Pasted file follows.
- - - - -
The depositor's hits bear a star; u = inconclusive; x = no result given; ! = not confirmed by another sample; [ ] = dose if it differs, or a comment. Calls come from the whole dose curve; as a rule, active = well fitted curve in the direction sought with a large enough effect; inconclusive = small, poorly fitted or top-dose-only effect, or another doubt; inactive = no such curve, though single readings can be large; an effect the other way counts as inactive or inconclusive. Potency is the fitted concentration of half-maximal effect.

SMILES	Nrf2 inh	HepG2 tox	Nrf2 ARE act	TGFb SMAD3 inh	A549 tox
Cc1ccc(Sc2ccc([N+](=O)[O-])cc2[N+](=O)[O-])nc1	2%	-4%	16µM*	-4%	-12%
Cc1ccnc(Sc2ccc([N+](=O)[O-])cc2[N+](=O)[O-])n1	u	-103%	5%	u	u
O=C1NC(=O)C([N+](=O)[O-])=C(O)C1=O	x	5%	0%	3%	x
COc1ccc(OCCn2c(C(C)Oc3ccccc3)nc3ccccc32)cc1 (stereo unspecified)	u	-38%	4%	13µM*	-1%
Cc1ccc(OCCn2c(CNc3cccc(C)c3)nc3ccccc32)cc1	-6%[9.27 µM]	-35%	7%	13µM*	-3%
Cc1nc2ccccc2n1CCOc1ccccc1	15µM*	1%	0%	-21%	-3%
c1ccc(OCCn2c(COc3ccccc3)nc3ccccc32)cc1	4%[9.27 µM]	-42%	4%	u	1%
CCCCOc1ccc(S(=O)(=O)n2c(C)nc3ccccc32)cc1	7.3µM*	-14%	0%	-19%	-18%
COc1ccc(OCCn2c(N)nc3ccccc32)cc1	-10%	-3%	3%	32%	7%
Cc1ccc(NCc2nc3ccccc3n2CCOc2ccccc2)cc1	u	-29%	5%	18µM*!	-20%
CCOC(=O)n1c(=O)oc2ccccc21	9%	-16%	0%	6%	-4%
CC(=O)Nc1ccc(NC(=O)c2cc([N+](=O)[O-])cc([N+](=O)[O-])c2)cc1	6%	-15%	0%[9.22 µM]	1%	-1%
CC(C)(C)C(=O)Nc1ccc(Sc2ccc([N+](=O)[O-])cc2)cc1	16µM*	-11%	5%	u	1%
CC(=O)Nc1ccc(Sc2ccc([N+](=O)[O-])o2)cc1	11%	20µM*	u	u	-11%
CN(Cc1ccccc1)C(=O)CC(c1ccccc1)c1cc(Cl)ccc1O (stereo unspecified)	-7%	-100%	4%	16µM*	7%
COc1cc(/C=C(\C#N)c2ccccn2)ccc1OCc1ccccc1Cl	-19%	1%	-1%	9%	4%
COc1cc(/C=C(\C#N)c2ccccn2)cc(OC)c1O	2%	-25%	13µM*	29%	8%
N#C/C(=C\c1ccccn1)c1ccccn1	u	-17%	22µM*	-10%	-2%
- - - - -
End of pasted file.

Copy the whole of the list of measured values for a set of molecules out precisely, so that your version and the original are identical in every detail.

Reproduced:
The depositor's hits bear a star; u = inconclusive; x = no result given; ! = not confirmed by another sample; [ ] = dose if it differs, or a comment. Calls come from the whole dose curve; as a rule, active = well fitted curve in the direction sought with a large enough effect; inconclusive = small, poorly fitted or top-dose-only effect, or another doubt; inactive = no such curve, though single readings can be large; an effect the other way counts as inactive or inconclusive. Potency is the fitted concentration of half-maximal effect.

SMILES	Nrf2 inh	HepG2 tox	Nrf2 ARE act	TGFb SMAD3 inh	A549 tox
Cc1ccc(Sc2ccc([N+](=O)[O-])cc2[N+](=O)[O-])nc1	2%	-4%	16µM*	-4%	-12%
Cc1ccnc(Sc2ccc([N+](=O)[O-])cc2[N+](=O)[O-])n1	u	-103%	5%	u	u
O=C1NC(=O)C([N+](=O)[O-])=C(O)C1=O	x	5%	0%	3%	x
COc1ccc(OCCn2c(C(C)Oc3ccccc3)nc3ccccc32)cc1 (stereo unspecified)	u	-38%	4%	13µM*	-1%
Cc1ccc(OCCn2c(CNc3cccc(C)c3)nc3ccccc32)cc1	-6%[9.27 µM]	-35%	7%	13µM*	-3%
Cc1nc2ccccc2n1CCOc1ccccc1	15µM*	1%	0%	-21%	-3%
c1ccc(OCCn2c(COc3ccccc3)nc3ccccc32)cc1	4%[9.27 µM]	-42%	4%	u	1%
CCCCOc1ccc(S(=O)(=O)n2c(C)nc3ccccc32)cc1	7.3µM*	-14%	0%	-19%	-18%
COc1ccc(OCCn2c(N)nc3ccccc32)cc1	-10%	-3%	3%	32%	7%
Cc1ccc(NCc2nc3ccccc3n2CCOc2ccccc2)cc1	u	-29%	5%	18µM*!	-20%
CCOC(=O)n1c(=O)oc2ccccc21	9%	-16%	0%	6%	-4%
CC(=O)Nc1ccc(NC(=O)c2cc([N+](=O)[O-])cc([N+](=O)[O-])c2)cc1	6%	-15%	0%[9.22 µM]	1%	-1%
CC(C)(C)C(=O)Nc1ccc(Sc2ccc([N+](=O)[O-])cc2)cc1	16µM*	-11%	5%	u	1%
CC(=O)Nc1ccc(Sc2ccc([N+](=O)[O-])o2)cc1	11%	20µM*	u	u	-11%
CN(Cc1ccccc1)C(=O)CC(c1ccccc1)c1cc(Cl)ccc1O (stereo unspecified)	-7%	-100%	4%	16µM*	7%
COc1cc(/C=C(\C#N)c2ccccn2)ccc1OCc1ccccc1Cl	-19%	1%	-1%	9%	4%
COc1cc(/C=C(\C#N)c2ccccn2)cc(OC)c1O	2%	-25%	13µM*	29%	8%
N#C/C(=C\c1ccccn1)c1ccccn1	u	-17%	22µM*	-10%	-2%